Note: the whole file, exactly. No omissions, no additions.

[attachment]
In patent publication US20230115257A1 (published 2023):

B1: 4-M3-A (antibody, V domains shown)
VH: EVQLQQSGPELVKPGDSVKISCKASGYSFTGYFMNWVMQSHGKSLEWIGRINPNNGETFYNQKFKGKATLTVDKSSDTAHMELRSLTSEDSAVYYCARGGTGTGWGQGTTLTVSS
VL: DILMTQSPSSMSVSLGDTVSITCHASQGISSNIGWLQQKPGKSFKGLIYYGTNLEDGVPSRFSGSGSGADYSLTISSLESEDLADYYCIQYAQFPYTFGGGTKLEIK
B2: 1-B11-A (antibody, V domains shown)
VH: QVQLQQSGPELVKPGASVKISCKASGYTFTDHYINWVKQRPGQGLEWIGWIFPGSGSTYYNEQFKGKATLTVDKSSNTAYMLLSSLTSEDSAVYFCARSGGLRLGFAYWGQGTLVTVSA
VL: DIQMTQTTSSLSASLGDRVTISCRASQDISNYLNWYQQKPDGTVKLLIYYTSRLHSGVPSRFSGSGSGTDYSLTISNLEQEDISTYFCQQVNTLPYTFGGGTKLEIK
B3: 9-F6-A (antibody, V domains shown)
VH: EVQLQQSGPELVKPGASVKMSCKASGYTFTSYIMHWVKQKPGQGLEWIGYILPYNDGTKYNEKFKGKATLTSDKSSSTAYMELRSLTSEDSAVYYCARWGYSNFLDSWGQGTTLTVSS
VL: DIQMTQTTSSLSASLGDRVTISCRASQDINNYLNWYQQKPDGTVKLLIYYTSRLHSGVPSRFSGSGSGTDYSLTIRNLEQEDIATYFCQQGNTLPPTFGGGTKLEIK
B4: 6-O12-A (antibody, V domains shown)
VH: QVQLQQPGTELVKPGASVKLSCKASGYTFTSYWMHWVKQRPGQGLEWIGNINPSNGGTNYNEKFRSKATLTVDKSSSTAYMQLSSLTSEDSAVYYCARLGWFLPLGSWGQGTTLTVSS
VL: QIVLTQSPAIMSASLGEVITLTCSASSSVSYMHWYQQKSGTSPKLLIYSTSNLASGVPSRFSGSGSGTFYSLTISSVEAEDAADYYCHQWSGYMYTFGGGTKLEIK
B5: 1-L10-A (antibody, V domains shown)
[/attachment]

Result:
In patent publication US20230115257A1 (published 2023):

B1: 4-M3-A (antibody, V domains shown)
VH: EVQLQQSGPELVKPGDSVKISCKASGYSFTGYFMNWVMQSHGKSLEWIGRINPNNGETFYNQKFKGKATLTVDKSSDTAHMELRSLTSEDSAVYYCARGGTGTGWGQGTTLTVSS
VL: DILMTQSPSSMSVSLGDTVSITCHASQGISSNIGWLQQKPGKSFKGLIYYGTNLEDGVPSRFSGSGSGADYSLTISSLESEDLADYYCIQYAQFPYTFGGGTKLEIK
B2: 1-B11-A (antibody, V domains shown)
VH: QVQLQQSGPELVKPGASVKISCKASGYTFTDHYINWVKQRPGQGLEWIGWIFPGSGSTYYNEQFKGKATLTVDKSSNTAYMLLSSLTSEDSAVYFCARSGGLRLGFAYWGQGTLVTVSA
VL: DIQMTQTTSSLSASLGDRVTISCRASQDISNYLNWYQQKPDGTVKLLIYYTSRLHSGVPSRFSGSGSGTDYSLTISNLEQEDISTYFCQQVNTLPYTFGGGTKLEIK
B3: 9-F6-A (antibody, V domains shown)
VH: EVQLQQSGPELVKPGASVKMSCKASGYTFTSYIMHWVKQKPGQGLEWIGYILPYNDGTKYNEKFKGKATLTSDKSSSTAYMELRSLTSEDSAVYYCARWGYSNFLDSWGQGTTLTVSS
VL: DIQMTQTTSSLSASLGDRVTISCRASQDINNYLNWYQQKPDGTVKLLIYYTSRLHSGVPSRFSGSGSGTDYSLTIRNLEQEDIATYFCQQGNTLPPTFGGGTKLEIK
B4: 6-O12-A (antibody, V domains shown)
VH: QVQLQQPGTELVKPGASVKLSCKASGYTFTSYWMHWVKQRPGQGLEWIGNINPSNGGTNYNEKFRSKATLTVDKSSSTAYMQLSSLTSEDSAVYYCARLGWFLPLGSWGQGTTLTVSS
VL: QIVLTQSPAIMSASLGEVITLTCSASSSVSYMHWYQQKSGTSPKLLIYSTSNLASGVPSRFSGSGSGTFYSLTISSVEAEDAADYYCHQWSGYMYTFGGGTKLEIK
B5: 1-L10-A (antibody, V domains shown)